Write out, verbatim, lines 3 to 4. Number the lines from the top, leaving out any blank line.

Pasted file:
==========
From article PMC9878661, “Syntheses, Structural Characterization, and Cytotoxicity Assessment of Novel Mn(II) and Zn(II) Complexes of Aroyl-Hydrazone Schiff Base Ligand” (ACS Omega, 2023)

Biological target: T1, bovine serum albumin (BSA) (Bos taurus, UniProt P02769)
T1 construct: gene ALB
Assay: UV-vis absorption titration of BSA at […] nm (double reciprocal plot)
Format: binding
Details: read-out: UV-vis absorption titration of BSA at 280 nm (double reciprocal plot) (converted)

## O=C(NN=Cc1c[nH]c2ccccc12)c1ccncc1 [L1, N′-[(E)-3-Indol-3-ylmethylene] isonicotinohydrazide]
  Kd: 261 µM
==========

T1 construct: gene ALB
Assay: UV-vis absorption titration of BSA at […] nm (double reciprocal plot)